The 4th edition of EEVR brought together some 30 VR enthusiasts from all over Estonia to discuss the latest news, share experiences and spread VR know-how. This time the menu was extra-packed with four different presentations and two demo sessions!
First up was Kristi Ramot from Mainor, introducing the all-new game designer course starting this spring. The basic outline of the study program was given and many interesting questions and new ideas were raised. The overall goal of the new program is to train people who would be capable of leading a game project from beginning to end. This entails some knowledge from programming, design in general, business etc.
Next up was Criffin‘s Peeter Nieler, sharing some insights from a recent trip to Unite 2015 in China. The conference had a dedicated VR day, where Peeter also took the stage. After trying many different tech demos, the general conclusions were as follows: China is flooded with Oculus knock-offs and haptic chairs. On the one hand there is no real innovation, but on the other hand everyone is doing their own thing, so it definitely an interesting scene up there. And the ergonomics of chinese headsets is terrible for westerners (-: (emphasis on the nose).
After Peeter we heard a talk from Siim Raidma on VR game design and porting. He has been hard at work developing his still unnamed “hamsterball-death-ray-battle” game and porting some other beautiful (and terribly un-optimized) experiences to VR. He shared some key point for avoiding cyber sickness – avoid any g forces! His own project is a perfect example how this can be achieved with smooth floors, no walls and gentle turns. Yet the gameplay stay engaging. The bigger idea behind the battle game is of a VR e-turnament. Stay tuned!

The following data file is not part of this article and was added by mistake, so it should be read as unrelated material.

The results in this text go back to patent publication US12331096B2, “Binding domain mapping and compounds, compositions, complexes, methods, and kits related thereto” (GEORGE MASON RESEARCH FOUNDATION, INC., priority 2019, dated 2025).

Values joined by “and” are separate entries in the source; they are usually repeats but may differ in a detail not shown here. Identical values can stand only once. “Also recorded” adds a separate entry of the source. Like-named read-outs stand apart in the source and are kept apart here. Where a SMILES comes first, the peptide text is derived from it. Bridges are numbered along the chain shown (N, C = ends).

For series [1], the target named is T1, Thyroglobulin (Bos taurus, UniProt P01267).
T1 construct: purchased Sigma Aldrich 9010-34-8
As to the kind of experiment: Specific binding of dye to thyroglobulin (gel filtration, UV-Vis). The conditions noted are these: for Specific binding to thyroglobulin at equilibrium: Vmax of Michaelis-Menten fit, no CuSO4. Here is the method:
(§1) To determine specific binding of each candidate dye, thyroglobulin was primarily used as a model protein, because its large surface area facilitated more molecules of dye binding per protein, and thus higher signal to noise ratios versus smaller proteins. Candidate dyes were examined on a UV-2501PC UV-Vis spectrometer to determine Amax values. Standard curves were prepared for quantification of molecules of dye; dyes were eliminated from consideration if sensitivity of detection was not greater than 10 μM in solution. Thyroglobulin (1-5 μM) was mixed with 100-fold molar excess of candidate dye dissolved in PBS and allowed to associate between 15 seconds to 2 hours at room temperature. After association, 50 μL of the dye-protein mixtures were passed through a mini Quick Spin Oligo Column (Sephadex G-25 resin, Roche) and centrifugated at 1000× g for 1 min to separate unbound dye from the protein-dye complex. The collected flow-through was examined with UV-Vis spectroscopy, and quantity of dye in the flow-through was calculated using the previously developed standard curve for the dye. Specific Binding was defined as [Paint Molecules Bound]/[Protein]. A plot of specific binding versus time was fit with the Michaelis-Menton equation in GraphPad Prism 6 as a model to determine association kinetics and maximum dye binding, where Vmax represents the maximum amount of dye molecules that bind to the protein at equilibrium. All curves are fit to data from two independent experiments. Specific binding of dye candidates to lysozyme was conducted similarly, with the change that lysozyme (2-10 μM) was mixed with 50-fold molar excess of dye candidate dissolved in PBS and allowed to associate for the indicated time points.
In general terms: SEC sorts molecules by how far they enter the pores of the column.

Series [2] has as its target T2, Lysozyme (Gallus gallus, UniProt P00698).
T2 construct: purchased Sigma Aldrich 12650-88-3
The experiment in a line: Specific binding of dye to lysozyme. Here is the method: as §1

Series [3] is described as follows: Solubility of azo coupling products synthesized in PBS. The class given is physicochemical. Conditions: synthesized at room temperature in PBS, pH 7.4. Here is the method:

The last presentation was about VR video by Rein Zobel. He attended a “quick and dirty VR video” workshop in neighboring Finland and brought back some interesting insights about 360 video capture. His project was about making a 360 film with just a single DSLR camera (Canon C-300 in his case). Sounds impossible? Rein and his team solved the problem by first capturing the whole panoramic scene as a still frame. Then they captured all the moving portions one by one with the same camera, always following the action. The last step was to merge the two into a semi-seamless whole. It worked amazingly well! This technique will obviously not work in every situation, but as a low-cost entry point to VR video it sounds perfect. The most expensive bit was the software used to make the panorama in the current project. Check out the end result here.
During all the talks it seemed that the VR lingo is expanding at a mind-boggling pace. Here’s a quick test to see how hard-core VR enthusiast you are. Try to find the hidden meaning in the following sentences: “I think this lighthouse thing is awesome. Have you seen the magic leap motion slam? I don’t believe in tango.” Check your answers from our dictionary 🙂
The demo sessions featured some local software (curtesy of Psychobus), triple-A titles (on behalf of Mario) and also interesting mobile headsets straigh from China (thanks to Criffin).